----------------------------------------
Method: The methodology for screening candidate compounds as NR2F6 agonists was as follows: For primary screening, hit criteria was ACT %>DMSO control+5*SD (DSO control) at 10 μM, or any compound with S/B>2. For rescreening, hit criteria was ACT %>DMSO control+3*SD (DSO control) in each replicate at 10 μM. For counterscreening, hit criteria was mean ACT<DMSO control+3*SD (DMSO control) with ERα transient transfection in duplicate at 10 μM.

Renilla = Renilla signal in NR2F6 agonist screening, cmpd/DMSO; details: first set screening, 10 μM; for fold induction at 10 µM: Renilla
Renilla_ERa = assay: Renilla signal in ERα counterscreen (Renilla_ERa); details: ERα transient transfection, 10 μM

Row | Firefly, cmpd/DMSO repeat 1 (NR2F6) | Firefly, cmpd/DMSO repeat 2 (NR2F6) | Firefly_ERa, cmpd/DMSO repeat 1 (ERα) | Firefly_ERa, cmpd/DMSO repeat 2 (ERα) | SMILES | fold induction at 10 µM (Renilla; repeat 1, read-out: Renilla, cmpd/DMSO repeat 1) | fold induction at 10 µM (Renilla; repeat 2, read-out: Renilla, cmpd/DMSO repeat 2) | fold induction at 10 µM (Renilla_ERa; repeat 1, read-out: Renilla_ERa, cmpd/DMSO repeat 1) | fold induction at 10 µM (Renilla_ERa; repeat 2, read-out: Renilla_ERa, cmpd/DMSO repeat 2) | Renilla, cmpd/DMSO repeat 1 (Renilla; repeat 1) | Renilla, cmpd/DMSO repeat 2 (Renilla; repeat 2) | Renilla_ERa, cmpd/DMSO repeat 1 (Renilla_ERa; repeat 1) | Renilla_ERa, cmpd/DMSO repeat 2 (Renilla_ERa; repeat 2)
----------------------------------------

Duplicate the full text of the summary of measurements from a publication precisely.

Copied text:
Method: The methodology for screening candidate compounds as NR2F6 agonists was as follows: For primary screening, hit criteria was ACT %>DMSO control+5*SD (DSO control) at 10 μM, or any compound with S/B>2. For rescreening, hit criteria was ACT %>DMSO control+3*SD (DSO control) in each replicate at 10 μM. For counterscreening, hit criteria was mean ACT<DMSO control+3*SD (DMSO control) with ERα transient transfection in duplicate at 10 μM.

Renilla = Renilla signal in NR2F6 agonist screening, cmpd/DMSO; details: first set screening, 10 μM; for fold induction at 10 µM: Renilla
Renilla_ERa = assay: Renilla signal in ERα counterscreen (Renilla_ERa); details: ERα transient transfection, 10 μM

Row | Firefly, cmpd/DMSO repeat 1 (NR2F6) | Firefly, cmpd/DMSO repeat 2 (NR2F6) | Firefly_ERa, cmpd/DMSO repeat 1 (ERα) | Firefly_ERa, cmpd/DMSO repeat 2 (ERα) | SMILES | fold induction at 10 µM (Renilla; repeat 1, read-out: Renilla, cmpd/DMSO repeat 1) | fold induction at 10 µM (Renilla; repeat 2, read-out: Renilla, cmpd/DMSO repeat 2) | fold induction at 10 µM (Renilla_ERa; repeat 1, read-out: Renilla_ERa, cmpd/DMSO repeat 1) | fold induction at 10 µM (Renilla_ERa; repeat 2, read-out: Renilla_ERa, cmpd/DMSO repeat 2) | Renilla, cmpd/DMSO repeat 1 (Renilla; repeat 1) | Renilla, cmpd/DMSO repeat 2 (Renilla; repeat 2) | Renilla_ERa, cmpd/DMSO repeat 1 (Renilla_ERa; repeat 1) | Renilla_ERa, cmpd/DMSO repeat 2 (Renilla_ERa; repeat 2)